This is in my living room, so adding a lot of crap everywhere on the walls is not desirable. I think i eventually will make a wall that makes a barrier between my workstation and the rest of the room and then try to coat the walls around it with some foam or whatever.

Thanks for all the tips. :slightly_smiling_face:

“with some foam or whatever.”

This will not work. For 130 Hz you need thick panels and you need to understand where the problem comes from. Sonarworks is the best solution imo

Lilith is right. These kind of low(er) frequencies require deep/large/thick absorption panels indeed. There is plenty of information on what you need to build exactly, once you have proper measurements. But it’s gonna be big and heavy. And with the prices of wood these days probably not all that cheap either.

Random foam isn’t gonna help (with this problem). You’ll have better luck with a book case filled with thick, heavy books in front of the wall directly behind you. Paper/books are an excellent absorption material. And you can pick up loads of old books for next to nothing.

Room correction software tends to work. Personally I don’t really like it. But it’s better than nothing.

The easiest thing you can try is relocating your monitors. If your room is a pretty much square it most likely won’t make a difference. But if your room is more rectangular in shape you can try turning them 90 degrees to the left or to the right.

Hmm, but if i make a wall that turns my workstation into a cubicle and then covers all the walls surrounding my workstation with pictures and shelves, wouldn’t that change the sound of that room significantly?
I don’t really have any money to spend on this atm, so i can’t afford building this wall now.

lilith: are you sure this sonarworks thingy will solve my problem? I mean if it just adjusts the eq to better suit my room, then wouldn’t i be able to to the same with software eq? I tried lowering the 130Hz area manually and it compromises the sound dramatically. So how can this thing fix my problems with eq without compromising the sound?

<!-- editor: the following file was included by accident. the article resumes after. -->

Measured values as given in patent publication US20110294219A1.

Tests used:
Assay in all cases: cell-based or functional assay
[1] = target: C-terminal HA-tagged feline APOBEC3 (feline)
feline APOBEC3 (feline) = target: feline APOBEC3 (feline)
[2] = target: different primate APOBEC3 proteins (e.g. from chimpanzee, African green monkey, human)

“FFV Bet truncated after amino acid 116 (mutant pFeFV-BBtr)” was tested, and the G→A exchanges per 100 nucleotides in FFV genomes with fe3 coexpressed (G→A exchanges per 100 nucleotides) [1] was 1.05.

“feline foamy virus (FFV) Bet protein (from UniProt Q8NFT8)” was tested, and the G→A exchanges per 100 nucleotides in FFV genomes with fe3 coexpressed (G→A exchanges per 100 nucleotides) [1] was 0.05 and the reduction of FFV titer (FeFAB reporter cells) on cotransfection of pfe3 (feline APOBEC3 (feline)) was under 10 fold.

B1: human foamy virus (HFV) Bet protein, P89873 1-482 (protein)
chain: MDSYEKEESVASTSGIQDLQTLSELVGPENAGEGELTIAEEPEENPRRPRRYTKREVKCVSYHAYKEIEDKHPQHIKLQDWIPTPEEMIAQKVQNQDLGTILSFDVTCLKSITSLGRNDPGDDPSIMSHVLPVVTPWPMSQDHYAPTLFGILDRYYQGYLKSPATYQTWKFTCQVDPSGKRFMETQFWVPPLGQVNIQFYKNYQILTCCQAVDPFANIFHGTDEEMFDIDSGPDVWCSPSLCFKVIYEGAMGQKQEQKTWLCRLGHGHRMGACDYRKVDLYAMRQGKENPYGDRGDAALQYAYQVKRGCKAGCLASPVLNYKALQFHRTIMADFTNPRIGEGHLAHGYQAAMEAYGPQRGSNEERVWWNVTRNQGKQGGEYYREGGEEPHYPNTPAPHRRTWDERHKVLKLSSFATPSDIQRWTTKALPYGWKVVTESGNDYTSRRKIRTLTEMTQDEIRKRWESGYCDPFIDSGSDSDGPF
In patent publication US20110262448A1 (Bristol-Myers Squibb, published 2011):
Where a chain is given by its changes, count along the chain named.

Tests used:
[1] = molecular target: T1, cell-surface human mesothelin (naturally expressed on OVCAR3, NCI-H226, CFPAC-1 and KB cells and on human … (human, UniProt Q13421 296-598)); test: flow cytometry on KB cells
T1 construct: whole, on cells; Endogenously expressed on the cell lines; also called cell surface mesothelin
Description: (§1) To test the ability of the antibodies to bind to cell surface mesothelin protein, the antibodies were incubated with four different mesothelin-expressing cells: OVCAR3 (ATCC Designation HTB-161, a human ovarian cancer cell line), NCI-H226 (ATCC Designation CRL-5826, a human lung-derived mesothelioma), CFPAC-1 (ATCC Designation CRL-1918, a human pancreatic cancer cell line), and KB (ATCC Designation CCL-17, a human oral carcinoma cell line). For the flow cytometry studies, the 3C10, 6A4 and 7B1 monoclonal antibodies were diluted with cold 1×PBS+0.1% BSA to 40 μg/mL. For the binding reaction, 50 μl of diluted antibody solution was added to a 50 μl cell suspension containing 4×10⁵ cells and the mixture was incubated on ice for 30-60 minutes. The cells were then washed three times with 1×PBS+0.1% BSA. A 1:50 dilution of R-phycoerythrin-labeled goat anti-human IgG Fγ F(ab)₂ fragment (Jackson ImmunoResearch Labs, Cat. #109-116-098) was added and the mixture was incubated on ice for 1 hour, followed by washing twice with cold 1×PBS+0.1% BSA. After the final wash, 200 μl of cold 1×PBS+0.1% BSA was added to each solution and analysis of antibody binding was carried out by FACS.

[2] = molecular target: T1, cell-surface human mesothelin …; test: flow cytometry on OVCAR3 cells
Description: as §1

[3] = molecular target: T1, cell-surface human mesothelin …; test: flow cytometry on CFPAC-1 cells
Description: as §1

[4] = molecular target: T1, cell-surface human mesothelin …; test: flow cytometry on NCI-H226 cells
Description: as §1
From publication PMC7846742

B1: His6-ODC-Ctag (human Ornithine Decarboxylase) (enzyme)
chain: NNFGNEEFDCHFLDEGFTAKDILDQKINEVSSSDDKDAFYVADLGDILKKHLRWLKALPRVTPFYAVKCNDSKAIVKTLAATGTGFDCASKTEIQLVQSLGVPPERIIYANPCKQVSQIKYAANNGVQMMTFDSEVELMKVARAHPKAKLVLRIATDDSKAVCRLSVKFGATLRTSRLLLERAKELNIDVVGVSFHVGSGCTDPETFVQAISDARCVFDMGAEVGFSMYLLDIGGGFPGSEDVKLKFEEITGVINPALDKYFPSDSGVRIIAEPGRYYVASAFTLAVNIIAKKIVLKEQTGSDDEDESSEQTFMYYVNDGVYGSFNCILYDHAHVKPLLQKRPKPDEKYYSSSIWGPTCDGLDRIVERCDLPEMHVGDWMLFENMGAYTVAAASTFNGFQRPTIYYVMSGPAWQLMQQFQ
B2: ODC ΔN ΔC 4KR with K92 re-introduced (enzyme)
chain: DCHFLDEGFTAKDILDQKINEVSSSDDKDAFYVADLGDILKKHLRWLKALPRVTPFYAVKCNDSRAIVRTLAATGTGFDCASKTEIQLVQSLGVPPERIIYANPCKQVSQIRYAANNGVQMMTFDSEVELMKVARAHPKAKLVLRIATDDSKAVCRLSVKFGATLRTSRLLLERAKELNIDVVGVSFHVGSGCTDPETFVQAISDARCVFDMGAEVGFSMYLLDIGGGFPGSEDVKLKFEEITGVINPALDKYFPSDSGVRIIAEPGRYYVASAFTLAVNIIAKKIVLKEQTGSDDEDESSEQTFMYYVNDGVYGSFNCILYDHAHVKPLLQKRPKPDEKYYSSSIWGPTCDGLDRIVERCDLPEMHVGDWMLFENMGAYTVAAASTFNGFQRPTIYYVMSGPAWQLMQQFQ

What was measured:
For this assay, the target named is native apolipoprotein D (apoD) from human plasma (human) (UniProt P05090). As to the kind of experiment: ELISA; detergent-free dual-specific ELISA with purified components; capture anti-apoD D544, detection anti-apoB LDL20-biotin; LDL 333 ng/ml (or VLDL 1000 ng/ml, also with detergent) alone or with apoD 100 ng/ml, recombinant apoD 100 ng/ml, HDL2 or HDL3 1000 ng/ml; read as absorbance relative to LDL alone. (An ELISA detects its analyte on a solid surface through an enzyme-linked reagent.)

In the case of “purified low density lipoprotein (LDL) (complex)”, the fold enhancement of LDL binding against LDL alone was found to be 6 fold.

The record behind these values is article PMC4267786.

If i covered the beton walls with 6mm gypsum plates, do you think that could solve my problems?

I also concidered using some sound absorbing panels that the company i work for sells, and use in the ‘cubicle’. I can get these for a reduced price because of some minor transport damage, but they aren’t really cheap. They look like this:
Do you think these would solve my problems?

The sonarworks and other drc solutions don’t work like a manual EQ. You have to measure the accoustics with a calibrated microphone…then a software will make a filter that is much finer than normal eqs, and that will accurately correct the frequency response when it is applied to your global audio, so you get the response you desire.

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that looks like what this guy has Dom & Roland – Producer Masterclass with Computer Music (Part 1) - YouTube


They look similar, they have a backing of some thick and stiff felt type material and oak trellis on top.

I wouldn’t spend money on absorption at that stage. It’s a waste of money, really! A measurement mic like the Behringer Emc 8000 and a bit time to get into REW is a good starting point. REW can also generate filter curves based on your room response or export a impulse response of your room. The latter can be inverted via freeware and loaded into a convolution reverb. That’s the way I do it and it is as good as sonarworks.